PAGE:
|A Worthy Concept|
It's Worth The Money
As a disabled vet I cheer the support for my brethren, but in the much bigger picture, I don't like this particular prioritization. When it comes to veterans and defense, reducing support for our many economically-disadvantaged kids seems like a tough way to help our vets--and certainly a questionable method of paying for a Defense establishment that already spends more than the next 7 countries combined. I wish the White House and our congressional reps would consider what we'd lose here in Rapid City (as well as every other school district in this state) if Trump's budget materializes. Professional training and technology spending would be most immediately affected, taking away the extra attention and assets that are probably needed to give these disadvantaged kids an extra boost in school.
Longitudinal (read: follow-up) studies are probably impossible to find at a local level, but researchers have seen some correlation between Title I spending and individual achievement on a national scale. Studies on academic success are a mixed bag, but a most interesting conclusion was reached in 2015 at the University of California, where researchers followed participants into their adult economic outcomes and found positive correlations between Title I funding increases and "higher earnings and work hours, reductions in incarceration" and reductions in poverty rates. The Trump administration, focused as it is on "jobs, jobs, jobs" should take note. The link between poverty and poor academic achievement is a long standing reality in the world of public education, but as Trump, who "loves the poorly educated" should know, when it comes to economic success, the effects of good character are as meaningful as the effects of education. If the UC researchers are correct, Title I and its strategies for developing self-motivation may have as much, possibly greater, impact on the former than it does on the latter.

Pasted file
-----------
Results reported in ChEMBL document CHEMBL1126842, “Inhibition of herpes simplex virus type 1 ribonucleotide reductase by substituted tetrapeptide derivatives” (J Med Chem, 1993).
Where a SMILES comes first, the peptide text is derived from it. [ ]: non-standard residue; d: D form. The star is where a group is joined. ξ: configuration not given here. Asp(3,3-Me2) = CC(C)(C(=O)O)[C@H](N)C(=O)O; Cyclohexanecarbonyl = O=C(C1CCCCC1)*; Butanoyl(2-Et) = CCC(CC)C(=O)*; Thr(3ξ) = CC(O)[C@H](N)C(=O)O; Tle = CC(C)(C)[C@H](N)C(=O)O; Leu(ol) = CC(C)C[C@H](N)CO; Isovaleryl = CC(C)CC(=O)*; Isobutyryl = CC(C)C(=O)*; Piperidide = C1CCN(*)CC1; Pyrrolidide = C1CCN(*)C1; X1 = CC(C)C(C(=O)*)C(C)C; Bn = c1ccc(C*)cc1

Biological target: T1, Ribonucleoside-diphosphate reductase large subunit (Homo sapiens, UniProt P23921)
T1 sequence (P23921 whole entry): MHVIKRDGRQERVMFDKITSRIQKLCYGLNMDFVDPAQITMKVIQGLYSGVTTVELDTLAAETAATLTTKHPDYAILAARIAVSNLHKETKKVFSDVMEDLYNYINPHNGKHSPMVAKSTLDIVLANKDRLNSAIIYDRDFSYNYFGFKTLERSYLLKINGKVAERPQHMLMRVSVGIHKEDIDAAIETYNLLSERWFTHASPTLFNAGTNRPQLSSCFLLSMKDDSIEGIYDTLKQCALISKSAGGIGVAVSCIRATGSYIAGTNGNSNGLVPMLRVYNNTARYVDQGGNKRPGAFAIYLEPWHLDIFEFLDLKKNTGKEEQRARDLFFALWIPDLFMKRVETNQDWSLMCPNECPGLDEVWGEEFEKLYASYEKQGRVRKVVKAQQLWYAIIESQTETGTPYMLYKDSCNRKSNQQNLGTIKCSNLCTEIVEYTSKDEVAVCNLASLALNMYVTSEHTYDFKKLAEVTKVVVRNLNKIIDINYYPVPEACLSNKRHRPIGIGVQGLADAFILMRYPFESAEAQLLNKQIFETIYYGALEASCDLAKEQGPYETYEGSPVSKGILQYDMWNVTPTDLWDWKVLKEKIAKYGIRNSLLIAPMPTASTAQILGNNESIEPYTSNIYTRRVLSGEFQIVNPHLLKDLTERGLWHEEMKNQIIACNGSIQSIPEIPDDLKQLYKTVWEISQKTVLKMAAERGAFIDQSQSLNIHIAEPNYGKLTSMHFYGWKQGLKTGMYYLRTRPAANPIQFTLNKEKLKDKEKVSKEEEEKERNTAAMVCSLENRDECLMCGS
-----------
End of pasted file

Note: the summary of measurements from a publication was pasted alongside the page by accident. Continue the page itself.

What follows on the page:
The pedagogical magic of that connection seems clear enough to researchers. It would be a shame to weaken an opportunity like that for South Dakota's neediest kids.